Winners of the Fourth Award of Merit at the 2008 TAF.

Note here that the awards aren't necessarily posthumous.  Names are listed in order of birth.  There's still a problem of certain people having almost no information on them on the net, in English or Japanese.

大塚康生

Yasuo Ootsuka (1931 - )


Animator for Toei Animation and Studio Ghibli.  Originally, he worked for the Kanto-area drug enforcement office, where he was introduced to both the Baretta and Colt Government pistols.  These pistols, plus the trains that he drew as a child, would work their way into his animation.  He had limited success as a cartoonist leading up to entering the drug enforcement office.  He later suffered from tuberculosis and needed to be hospitalized.  After recovering, he applied to, and was accepted at Nihon Douga (later, Toei Animation) where he worked as an animator, and mentored both Isao Takahata and Hayao Miyazaki.  He was the animation director on "Lupin III: Castle Cagliostro" (1979), and the character designer for "Moomin" (1969), the Lupin III TV series (1971), "Future Boy Conan" (1978) and "Jarinko Chie" (1981-1983).


IMDB entry


清水達正

Tatsumasa Shimizu (1934-?)


Not all contributors to the anime industry are animators, artists, directors, producers or voice actors.  They also include the cameramen and directors of photography.  One such was Tatsumasa, who shot "Astro Boy" (1963-64), "Jungle Emperor" (1965), "Moomin" (1971) and "Tensai Bakabon" (1972). 


Animemorial article


田代敦巳

Atsumi Tashiro (1940 - )


Another under-represented field is "sound".  Atsumi worked in the sound department, including as the recording director and sound director on "Moomin" (1971), "To-Y" (1987), "Astro Boy" (1964), "Panda Kopanda" (1973) and "Spring and Chaos" (1996).  He also apparently co-founded Group TAC Animation Studio, where he was the current president (as of the summer of 2009).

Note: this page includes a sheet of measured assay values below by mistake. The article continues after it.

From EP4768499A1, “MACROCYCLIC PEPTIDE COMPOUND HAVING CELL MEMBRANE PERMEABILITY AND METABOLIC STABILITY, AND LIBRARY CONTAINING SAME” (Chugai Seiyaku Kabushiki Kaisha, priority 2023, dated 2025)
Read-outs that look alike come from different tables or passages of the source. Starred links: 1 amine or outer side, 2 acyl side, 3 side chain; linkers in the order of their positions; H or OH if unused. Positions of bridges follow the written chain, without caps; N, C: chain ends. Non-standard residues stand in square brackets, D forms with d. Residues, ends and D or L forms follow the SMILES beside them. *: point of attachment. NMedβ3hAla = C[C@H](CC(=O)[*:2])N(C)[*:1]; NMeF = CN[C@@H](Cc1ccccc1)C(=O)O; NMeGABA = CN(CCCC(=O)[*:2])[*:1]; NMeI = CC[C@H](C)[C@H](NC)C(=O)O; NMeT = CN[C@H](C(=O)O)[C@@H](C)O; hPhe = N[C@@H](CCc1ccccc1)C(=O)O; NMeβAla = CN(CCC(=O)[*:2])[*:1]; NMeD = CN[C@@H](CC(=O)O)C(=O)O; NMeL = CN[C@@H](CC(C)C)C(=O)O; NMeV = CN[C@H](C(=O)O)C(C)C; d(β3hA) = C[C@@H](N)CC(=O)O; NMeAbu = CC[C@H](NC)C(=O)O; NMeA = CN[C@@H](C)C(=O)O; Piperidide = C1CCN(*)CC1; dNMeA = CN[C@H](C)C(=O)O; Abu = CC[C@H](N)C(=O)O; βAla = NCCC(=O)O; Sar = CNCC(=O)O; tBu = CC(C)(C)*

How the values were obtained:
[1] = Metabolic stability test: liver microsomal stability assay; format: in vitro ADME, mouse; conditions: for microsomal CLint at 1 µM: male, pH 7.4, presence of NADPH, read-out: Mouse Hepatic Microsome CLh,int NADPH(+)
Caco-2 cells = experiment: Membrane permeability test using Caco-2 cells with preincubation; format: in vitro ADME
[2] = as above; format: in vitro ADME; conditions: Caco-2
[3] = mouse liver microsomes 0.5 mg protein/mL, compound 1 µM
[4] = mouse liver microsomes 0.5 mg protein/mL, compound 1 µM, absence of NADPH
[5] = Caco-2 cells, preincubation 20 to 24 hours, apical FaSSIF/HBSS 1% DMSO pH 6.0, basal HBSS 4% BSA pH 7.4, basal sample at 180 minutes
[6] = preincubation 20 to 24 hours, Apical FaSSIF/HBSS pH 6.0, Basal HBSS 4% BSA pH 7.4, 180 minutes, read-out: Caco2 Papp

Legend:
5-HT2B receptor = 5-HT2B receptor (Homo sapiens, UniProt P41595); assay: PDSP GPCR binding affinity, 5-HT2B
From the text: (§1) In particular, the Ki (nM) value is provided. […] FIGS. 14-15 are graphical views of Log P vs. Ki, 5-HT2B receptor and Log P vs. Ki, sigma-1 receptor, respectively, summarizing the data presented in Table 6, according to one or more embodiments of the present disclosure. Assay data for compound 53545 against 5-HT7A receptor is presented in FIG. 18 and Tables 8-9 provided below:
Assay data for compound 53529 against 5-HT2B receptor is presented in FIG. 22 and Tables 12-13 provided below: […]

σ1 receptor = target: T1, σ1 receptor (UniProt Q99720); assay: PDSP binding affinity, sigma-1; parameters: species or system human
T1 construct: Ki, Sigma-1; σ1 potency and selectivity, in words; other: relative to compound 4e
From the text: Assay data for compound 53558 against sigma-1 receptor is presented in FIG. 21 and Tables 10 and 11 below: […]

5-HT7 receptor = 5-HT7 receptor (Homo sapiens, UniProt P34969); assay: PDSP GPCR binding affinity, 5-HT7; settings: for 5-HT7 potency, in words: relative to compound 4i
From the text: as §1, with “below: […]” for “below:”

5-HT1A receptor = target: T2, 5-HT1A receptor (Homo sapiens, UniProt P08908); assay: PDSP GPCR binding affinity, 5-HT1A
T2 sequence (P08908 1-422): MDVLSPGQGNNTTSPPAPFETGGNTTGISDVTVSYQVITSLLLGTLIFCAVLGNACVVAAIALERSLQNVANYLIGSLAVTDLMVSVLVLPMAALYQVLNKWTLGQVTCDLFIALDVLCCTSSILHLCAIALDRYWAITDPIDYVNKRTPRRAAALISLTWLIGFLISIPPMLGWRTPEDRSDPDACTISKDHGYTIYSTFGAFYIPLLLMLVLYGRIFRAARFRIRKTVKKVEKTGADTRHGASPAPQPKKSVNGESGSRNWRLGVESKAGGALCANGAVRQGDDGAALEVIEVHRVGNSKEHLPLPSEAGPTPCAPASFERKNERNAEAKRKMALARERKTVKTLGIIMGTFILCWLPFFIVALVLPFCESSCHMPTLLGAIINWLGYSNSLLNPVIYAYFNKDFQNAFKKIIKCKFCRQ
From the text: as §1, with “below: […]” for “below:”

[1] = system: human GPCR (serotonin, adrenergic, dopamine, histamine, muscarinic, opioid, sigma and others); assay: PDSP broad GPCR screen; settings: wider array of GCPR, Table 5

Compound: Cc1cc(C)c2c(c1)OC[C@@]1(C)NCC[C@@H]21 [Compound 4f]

IMDB entry


鳥海尽彡

Jinzou Toriumi (1928-2008)


Screen writer.  According to wikipedia, Jinzou started out writing for live action films at Nikkatsu, then moved to Mushi Productions where he wrote the scripts for "Astro Boy" in 1964.  For Tatsunoko Productions, he wrote for "Casshern" "Tekkaman" and "Time Bokan".  At Sunrise, it was "Armored Trooper VOTOMS", "Yoroiden Samurai Troopers" and "Mister Ajikko".  He wrote "The Introduction to Anime Scriptwriting", which he taught from as a vocational school teacher.  He chaired the Ohtori Koubou support organization for scriptwriters, and received the 2000 Scriptwriting Award from the Japan Writers Guild.


IMDB entry


村田英憲

Hidenori Murata


Hidenori is listed as the chairman of Eiken Co., Ltd., the company that produces the "Sazae-san" TV series, as well as films such as "Tetsujin-28", "Captain" and "Norakuro".  They co-produced "Mother Goose" and "The Dagger of Kamui".  Asatsu-DK, Inc., acquired a 70% stake in Eiken in 2002, and 10% was acquired by Fuji TV.


The Associations of Japanese Animations wiki entry
ADK announcement


やなせたかし

Takashi Yanase (1919 - )


Creator of the popular " Anpanman " children's series in 1968.  According to wikipedia, he also wrote for  the anime "Yasashii Lion" (1970), "Chiisana Jumbo" (1977) and "Ringing Bell" (1978).


IMDB entry
Official Anpanman homepage


渡辺岳末

Takeo Watanabe (1933-1989)


According to the Geocities obit , Takeo was born in 1933, and died in 1989 from cancer.  He studied music in Paris, and produced a number of compositions for various anime studios, including Toei Animation.  Titles include: various "Gundam" films, "Fugitive Samurai" (1984), "Candy Candy", "Maho no Makko-chan" (1970-71) and "Tomei-tengu" (1960).


IMDB entry


コロムビアミュージックエンタテインメント株式会社 (旧:日本コロムビア株式会社)

Columbia Music Entertainment Co.
        Formerly Nihon Columbia Company


Not much is mentioned on the net regarding Columbia's ties to anime.  The obvious, though, is that as Nihon Columbia, the company sold music and record players, which would have been used at theaters prior to the introduction of sound film.  They introduced the first LP record to Japan in 1951.  All of the information here comes from Columbia's own History page .


Official Columbia Music Entertainment home page


太陽色彩株式 会社

Taiyou Paint Company